It's been a while since my last post, so I figured I'd write something I just recently had to work on: user settings.

In many client applications, you quickly run into the need to store application or user settings. There are a few options on how to do that, some of which are more complex than others, and I'll provide links at the end on a other options I found. In this post, I'll describe one of the simpler solutions, which takes advantage of existing functionality in Visual Studio, makes use of data-binding in Xaml, and also allows you to retrieve or set settings through code.

Visual Studio has design-time support for application and user settings, described quite well in the MSDN documentation. The VS designer creates as Settings class and automatically generates properties based on the setting names. Moreover, the settings will work in a ClickOnce application. As for the limitations mentioned in the article, I would add that design-time implies you need to know the user settings ahead of time. Not usually a big problem, but it can be for more complex scenarios. For example, if your application supports plug-ins that have custom settings, you wouldn't necessarily know this ahead of time.

Assuming you’ve already created settings for your application, how could you go about making use of them in a WPF application? In order to access the properties in Xaml, you could add an entry in the application's resource dictionary:

<Application x:Class="SampleApp.App"
   xmlns="http://schemas.microsoft.com/winfx/2006/xaml/presentation"
   xmlns:x="http://schemas.microsoft.com/winfx/2006/xaml"
   xmlns:properties="clr-namespace:SampleApp.Properties"
   Exit="OnExit"
   StartupUri="MainWindow.xaml">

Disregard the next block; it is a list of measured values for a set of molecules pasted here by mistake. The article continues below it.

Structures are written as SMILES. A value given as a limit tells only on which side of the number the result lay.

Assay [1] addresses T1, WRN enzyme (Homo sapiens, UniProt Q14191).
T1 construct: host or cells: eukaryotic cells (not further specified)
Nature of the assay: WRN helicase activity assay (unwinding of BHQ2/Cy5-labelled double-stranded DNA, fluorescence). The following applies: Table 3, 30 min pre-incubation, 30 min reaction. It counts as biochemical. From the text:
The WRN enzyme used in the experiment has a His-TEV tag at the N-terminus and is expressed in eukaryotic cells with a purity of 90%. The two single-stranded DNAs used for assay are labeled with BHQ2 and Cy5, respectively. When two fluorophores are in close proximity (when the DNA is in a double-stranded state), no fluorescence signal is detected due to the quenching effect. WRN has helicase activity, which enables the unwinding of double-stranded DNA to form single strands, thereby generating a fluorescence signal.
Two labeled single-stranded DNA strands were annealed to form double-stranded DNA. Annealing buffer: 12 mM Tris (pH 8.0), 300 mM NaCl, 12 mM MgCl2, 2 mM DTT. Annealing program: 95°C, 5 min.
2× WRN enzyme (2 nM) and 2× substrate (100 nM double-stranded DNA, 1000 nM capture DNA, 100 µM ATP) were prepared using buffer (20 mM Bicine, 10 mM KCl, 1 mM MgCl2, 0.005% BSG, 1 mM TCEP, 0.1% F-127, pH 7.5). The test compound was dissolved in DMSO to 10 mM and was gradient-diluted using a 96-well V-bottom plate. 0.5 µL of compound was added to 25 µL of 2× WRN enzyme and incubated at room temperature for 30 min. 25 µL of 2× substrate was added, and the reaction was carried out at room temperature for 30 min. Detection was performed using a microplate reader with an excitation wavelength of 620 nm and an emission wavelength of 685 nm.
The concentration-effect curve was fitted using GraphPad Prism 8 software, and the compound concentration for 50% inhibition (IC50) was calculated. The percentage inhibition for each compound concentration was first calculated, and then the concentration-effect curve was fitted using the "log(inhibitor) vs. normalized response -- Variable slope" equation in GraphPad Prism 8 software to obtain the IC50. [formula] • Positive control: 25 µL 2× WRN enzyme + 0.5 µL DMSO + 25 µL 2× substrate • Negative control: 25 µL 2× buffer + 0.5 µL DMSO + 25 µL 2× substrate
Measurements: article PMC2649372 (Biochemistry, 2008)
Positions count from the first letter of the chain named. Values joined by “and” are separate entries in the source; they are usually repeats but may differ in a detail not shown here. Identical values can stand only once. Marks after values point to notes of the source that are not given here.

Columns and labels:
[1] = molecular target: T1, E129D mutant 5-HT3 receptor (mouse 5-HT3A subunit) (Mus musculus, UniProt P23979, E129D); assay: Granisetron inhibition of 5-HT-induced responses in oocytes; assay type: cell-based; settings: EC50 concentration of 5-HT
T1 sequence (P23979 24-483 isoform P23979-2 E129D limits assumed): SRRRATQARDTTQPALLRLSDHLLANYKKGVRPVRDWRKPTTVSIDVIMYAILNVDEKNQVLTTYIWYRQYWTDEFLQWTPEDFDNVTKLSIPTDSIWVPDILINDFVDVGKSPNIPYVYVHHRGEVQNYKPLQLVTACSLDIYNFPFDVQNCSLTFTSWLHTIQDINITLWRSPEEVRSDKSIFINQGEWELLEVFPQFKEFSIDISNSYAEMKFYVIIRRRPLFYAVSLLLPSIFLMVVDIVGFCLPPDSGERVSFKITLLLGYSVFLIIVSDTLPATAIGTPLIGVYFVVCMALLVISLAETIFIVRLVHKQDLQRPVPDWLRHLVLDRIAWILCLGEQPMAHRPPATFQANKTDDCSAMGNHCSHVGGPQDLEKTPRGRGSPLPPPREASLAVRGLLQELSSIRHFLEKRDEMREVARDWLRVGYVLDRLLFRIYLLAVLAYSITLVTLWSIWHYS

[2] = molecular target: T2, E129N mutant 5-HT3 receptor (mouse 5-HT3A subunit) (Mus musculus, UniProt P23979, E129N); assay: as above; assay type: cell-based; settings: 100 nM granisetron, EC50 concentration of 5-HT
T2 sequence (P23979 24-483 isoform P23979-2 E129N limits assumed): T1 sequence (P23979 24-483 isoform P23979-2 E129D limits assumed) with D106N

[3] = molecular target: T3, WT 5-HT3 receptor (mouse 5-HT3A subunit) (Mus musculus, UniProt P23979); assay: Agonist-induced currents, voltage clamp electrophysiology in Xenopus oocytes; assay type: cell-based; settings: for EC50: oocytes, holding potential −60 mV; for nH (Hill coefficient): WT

<Application.Resources>
         <properties:Settings x:Key="Settings" />
     </Application.Resources>
</Application>

If you had added a setting named Username as a string type, you could bind a TextBox in Xaml this way:

<TextBox Text="{Binding Source={StaticResource Settings}, Path=Default.Username}" />

As you enter text in the TextBox, the two-way binding automatically updates the Username setting, and similarly at startup, the TextBox will be populated with the most recently saved Username value.

Finally, in order to ensure your settings are properly saved, you could implement the OnExit handler declared above, or alternatively you could put the settings in a dedicated window and save at the appropriate time.

private void OnExit(object sender, ExitEventArgs e)
{
    Properties.Settings.Default.Save();

}

To access the current property value through code:

Properties.Settings.Default[“Username”]

Now, for the additional links I promised. This article offers a more complex and complete solution. Although it’s relatively heavy-weight, it adds support for specific WPF controls, such as saving column positions in a ListView.